Bring your own towel if you're going to Cuba

Remember the song?  "If you're going to San Francisco, be sure to wear some flowers in your hair..."

On a more serious note, pack a towel, and your toiletries, if you are going to Cuba any time soon.  This is according to the AP:

The success of President Barack Obama's new Cuba policy depends partly on hotel hand towels.

Not just hand towels, but working air conditioning, breakfast waffles and the hundreds of other amenities that American tourists will demand when they flood to Cuba in numbers that travel experts expect to double this year, thanks to the loosening of travel restrictions on Friday.

U.S.-based Cuba travel companies say there's simply no more room in the handful of top-end Cuban hotels that meet international standards. That means that if visitors come in numbers as great as expected, they will have to find lodging either in grim, lower-end state facilities or one of the most vibrant parts of Cuba's small, new private business sector: family-run guest houses that offer independent sources of private income to thousands of Cubans.

That scenario is exactly what Obama said he hopes to achieve. When he announced the policy on Dec. 17, the president said that the U.S. wants to be "a partner in making the lives of ordinary Cubans a little bit easier, more free, more prosperous."

The first test of the new U.S. approach may come down to where new American travelers choose to lay their heads at night.

"A significant increase in U.S. travelers would overwhelm the system and overwhelm the availability of the Cubans to keep tabs and keep controls on these travelers," a U.S. official involved in the execution of the new policy told The Associated Press on Friday. "The hotels aren't going to be able to handle it. You're going to see a spillover into the private sector, which is a good thing."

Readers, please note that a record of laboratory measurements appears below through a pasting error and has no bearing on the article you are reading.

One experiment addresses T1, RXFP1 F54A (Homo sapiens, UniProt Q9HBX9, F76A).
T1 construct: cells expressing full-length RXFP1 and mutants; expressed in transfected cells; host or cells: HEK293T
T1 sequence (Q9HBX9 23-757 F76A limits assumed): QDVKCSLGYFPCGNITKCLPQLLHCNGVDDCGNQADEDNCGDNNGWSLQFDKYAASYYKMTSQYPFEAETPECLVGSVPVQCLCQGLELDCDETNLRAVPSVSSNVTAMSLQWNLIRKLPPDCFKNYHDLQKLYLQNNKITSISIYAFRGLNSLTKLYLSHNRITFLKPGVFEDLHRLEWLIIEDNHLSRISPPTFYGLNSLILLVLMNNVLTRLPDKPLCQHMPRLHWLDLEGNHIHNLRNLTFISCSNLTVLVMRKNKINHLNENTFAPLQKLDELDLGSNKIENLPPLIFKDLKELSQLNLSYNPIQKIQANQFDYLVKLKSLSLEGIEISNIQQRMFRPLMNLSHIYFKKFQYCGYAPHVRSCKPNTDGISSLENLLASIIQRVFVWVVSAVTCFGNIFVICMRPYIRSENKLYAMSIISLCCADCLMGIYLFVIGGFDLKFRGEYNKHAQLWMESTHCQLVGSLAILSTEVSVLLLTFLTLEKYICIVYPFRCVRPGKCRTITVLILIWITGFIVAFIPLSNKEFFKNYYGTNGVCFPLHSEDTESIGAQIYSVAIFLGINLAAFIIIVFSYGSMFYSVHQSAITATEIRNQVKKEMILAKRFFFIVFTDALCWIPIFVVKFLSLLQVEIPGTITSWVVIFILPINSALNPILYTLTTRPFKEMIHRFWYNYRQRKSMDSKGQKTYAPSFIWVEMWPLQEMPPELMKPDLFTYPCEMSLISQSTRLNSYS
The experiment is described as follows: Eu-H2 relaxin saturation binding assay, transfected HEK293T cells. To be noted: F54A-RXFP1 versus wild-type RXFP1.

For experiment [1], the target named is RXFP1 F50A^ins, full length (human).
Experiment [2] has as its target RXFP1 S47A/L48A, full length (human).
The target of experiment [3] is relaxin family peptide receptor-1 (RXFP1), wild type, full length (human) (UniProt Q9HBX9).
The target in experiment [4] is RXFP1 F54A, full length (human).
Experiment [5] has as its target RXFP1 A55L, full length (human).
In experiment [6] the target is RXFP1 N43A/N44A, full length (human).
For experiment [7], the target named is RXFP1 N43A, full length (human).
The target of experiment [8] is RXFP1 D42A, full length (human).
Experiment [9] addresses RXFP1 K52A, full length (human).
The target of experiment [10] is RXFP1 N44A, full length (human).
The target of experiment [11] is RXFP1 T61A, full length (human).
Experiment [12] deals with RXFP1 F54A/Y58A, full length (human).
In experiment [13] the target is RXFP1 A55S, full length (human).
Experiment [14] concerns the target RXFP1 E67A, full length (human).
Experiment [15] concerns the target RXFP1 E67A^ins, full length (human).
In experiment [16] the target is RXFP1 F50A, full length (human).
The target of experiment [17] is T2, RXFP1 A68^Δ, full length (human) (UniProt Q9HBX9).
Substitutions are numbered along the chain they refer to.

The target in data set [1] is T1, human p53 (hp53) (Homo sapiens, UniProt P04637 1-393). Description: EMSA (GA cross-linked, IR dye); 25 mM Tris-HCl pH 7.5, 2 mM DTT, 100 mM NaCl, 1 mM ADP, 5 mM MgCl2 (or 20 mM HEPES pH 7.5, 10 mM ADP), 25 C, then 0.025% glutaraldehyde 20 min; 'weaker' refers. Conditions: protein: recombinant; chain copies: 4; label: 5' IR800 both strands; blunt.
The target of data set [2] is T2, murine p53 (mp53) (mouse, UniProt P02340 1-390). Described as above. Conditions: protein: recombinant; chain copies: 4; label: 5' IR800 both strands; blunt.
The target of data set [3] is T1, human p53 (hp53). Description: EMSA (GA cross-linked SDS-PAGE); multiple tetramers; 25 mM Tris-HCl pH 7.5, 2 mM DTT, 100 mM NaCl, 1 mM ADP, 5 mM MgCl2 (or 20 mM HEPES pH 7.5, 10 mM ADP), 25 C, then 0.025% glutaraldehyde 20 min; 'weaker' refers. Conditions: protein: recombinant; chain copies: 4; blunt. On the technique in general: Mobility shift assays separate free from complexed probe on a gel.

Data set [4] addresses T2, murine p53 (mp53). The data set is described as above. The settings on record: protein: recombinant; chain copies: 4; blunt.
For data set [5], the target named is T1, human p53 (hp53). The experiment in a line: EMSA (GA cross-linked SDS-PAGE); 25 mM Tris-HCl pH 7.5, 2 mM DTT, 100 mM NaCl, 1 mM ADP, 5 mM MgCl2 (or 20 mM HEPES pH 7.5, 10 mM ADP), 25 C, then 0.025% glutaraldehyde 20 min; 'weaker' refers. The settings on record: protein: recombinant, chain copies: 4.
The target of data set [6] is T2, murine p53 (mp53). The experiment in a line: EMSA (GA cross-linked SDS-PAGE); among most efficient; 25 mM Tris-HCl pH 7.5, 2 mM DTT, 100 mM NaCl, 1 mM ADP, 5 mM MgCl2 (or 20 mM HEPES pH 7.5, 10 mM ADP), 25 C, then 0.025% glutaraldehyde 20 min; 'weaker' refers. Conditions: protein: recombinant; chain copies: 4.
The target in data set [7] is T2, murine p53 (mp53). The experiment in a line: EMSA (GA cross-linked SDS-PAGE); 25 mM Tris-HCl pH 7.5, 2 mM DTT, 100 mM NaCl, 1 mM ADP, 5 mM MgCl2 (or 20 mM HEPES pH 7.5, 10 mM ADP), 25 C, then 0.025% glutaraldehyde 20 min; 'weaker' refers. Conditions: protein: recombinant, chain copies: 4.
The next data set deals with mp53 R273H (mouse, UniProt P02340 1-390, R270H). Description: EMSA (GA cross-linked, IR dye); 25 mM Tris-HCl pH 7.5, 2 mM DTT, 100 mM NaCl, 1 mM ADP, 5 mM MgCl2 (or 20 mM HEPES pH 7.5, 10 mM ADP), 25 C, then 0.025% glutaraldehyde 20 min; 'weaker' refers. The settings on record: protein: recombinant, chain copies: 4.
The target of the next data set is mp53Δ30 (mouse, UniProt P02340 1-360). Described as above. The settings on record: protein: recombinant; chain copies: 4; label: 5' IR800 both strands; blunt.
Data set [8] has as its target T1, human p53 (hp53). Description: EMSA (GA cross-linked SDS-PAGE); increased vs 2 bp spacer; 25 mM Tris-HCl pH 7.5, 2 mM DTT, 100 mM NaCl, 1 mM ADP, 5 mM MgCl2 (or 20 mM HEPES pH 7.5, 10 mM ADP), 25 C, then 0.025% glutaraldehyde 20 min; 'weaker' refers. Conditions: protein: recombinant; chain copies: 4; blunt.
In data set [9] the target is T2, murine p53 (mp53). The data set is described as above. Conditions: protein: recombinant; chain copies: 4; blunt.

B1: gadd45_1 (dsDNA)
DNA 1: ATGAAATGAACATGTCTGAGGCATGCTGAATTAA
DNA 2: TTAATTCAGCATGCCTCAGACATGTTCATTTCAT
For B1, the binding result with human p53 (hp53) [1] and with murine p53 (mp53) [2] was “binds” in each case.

The official spoke on condition of anonymity due to lack of authorization to speak publicly about the new policy.

This may be a shock to most Americans, but not to those of us who've stayed in touch with family and friends in the island.

There are two problems:

1) Socialism.  Frankly, the hotels in the old Soviet bloc were not much better.  Just talk to anyone who stayed at a hotel in the USSR and learned that he or she was sharing a bathroom with everyone else on the floor.

2) The Cuban government has partnered with international companies to build hotels that cater exclusively to foreign visitors.  Unfortunately, there aren't that many.  They are not ready for a flood of Americans, specially all of the different budget levels.  As I learned when I lived in Mexico, many Americans like to get out of the tourist traps and see the country for yourself.  You can't do that in Cuba, because you don't have that medium-priced" hotel, or too many hotels with clean towels.

So here is my advice: don't go to Cuba!  Don't put dollars in the hands of this corrupt regime.  Wait until there is a real change in Cuba.  

Force President Obama to negotiate changes before flooding the island with tourists, whose dollars will go to Castro Inc., not to the Cuban people.

Believe me: there are lots of dissidents in Cuba who would tell you the same thing!

P.S. You can hear my show (CantoTalk) or follow me on Twitter.